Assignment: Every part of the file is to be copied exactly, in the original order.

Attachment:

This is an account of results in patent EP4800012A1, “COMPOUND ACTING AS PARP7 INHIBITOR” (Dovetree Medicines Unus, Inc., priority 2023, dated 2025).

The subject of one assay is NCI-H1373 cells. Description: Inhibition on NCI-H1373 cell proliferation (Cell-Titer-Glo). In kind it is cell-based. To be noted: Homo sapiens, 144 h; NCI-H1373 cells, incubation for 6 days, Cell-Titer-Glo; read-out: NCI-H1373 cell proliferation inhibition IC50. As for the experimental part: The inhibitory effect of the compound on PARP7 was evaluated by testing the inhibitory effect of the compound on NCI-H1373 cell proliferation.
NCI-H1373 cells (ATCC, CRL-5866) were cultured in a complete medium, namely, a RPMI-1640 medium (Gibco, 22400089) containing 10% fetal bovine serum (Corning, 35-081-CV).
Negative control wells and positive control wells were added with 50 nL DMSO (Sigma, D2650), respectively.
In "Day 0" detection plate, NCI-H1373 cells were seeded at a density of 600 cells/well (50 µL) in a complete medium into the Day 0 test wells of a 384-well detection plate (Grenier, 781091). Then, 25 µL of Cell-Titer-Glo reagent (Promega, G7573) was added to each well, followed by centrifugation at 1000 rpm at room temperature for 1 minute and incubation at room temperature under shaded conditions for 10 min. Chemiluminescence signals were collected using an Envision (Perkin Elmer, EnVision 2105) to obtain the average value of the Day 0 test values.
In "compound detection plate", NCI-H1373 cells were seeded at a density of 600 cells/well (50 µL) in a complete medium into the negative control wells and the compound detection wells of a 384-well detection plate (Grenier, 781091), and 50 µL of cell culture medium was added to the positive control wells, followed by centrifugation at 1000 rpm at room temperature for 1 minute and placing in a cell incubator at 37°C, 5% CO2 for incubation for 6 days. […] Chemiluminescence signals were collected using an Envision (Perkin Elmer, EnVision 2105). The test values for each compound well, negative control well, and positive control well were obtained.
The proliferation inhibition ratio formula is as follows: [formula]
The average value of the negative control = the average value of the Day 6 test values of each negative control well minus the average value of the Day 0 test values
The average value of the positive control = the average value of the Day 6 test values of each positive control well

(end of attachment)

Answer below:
This is an account of results in patent EP4800012A1, “COMPOUND ACTING AS PARP7 INHIBITOR” (Dovetree Medicines Unus, Inc., priority 2023, dated 2025).

The subject of one assay is NCI-H1373 cells. Description: Inhibition on NCI-H1373 cell proliferation (Cell-Titer-Glo). In kind it is cell-based. To be noted: Homo sapiens, 144 h; NCI-H1373 cells, incubation for 6 days, Cell-Titer-Glo; read-out: NCI-H1373 cell proliferation inhibition IC50. As for the experimental part: The inhibitory effect of the compound on PARP7 was evaluated by testing the inhibitory effect of the compound on NCI-H1373 cell proliferation.
NCI-H1373 cells (ATCC, CRL-5866) were cultured in a complete medium, namely, a RPMI-1640 medium (Gibco, 22400089) containing 10% fetal bovine serum (Corning, 35-081-CV).
Negative control wells and positive control wells were added with 50 nL DMSO (Sigma, D2650), respectively.
In "Day 0" detection plate, NCI-H1373 cells were seeded at a density of 600 cells/well (50 µL) in a complete medium into the Day 0 test wells of a 384-well detection plate (Grenier, 781091). Then, 25 µL of Cell-Titer-Glo reagent (Promega, G7573) was added to each well, followed by centrifugation at 1000 rpm at room temperature for 1 minute and incubation at room temperature under shaded conditions for 10 min. Chemiluminescence signals were collected using an Envision (Perkin Elmer, EnVision 2105) to obtain the average value of the Day 0 test values.
In "compound detection plate", NCI-H1373 cells were seeded at a density of 600 cells/well (50 µL) in a complete medium into the negative control wells and the compound detection wells of a 384-well detection plate (Grenier, 781091), and 50 µL of cell culture medium was added to the positive control wells, followed by centrifugation at 1000 rpm at room temperature for 1 minute and placing in a cell incubator at 37°C, 5% CO2 for incubation for 6 days. […] Chemiluminescence signals were collected using an Envision (Perkin Elmer, EnVision 2105). The test values for each compound well, negative control well, and positive control well were obtained.
The proliferation inhibition ratio formula is as follows: [formula]
The average value of the negative control = the average value of the Day 6 test values of each negative control well minus the average value of the Day 0 test values
The average value of the positive control = the average value of the Day 6 test values of each positive control well